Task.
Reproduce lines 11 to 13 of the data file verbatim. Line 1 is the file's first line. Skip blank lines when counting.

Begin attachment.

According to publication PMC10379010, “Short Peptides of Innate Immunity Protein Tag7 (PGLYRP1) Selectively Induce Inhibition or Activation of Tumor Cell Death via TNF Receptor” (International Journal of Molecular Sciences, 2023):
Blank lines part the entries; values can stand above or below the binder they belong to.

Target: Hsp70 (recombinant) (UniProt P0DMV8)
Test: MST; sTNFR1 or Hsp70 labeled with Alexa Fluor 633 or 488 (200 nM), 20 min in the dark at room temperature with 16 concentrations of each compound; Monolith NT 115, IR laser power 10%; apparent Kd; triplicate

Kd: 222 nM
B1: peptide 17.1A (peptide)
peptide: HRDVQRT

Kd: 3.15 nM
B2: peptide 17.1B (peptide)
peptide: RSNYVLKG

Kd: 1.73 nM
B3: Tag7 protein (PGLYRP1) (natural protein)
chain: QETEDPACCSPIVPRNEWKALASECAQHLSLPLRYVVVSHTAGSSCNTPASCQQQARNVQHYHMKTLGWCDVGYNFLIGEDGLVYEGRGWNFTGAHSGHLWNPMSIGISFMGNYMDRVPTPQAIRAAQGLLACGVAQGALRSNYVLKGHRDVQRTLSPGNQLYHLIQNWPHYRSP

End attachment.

Kd: 1.73 nM
B3: Tag7 protein (PGLYRP1) (natural protein)
chain: QETEDPACCSPIVPRNEWKALASECAQHLSLPLRYVVVSHTAGSSCNTPASCQQQARNVQHYHMKTLGWCDVGYNFLIGEDGLVYEGRGWNFTGAHSGHLWNPMSIGISFMGNYMDRVPTPQAIRAAQGLLACGVAQGALRSNYVLKGHRDVQRTLSPGNQLYHLIQNWPHYRSP